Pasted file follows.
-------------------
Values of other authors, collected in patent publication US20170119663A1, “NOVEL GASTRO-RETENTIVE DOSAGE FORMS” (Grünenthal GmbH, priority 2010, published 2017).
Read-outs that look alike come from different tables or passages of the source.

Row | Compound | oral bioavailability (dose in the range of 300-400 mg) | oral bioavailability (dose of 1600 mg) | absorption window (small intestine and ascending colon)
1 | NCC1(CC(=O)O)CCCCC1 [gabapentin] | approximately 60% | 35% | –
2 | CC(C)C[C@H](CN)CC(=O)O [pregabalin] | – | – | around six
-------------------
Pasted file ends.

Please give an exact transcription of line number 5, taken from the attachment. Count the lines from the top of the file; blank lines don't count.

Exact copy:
2 | CC(C)C[C@H](CN)CC(=O)O [pregabalin] | – | – | around six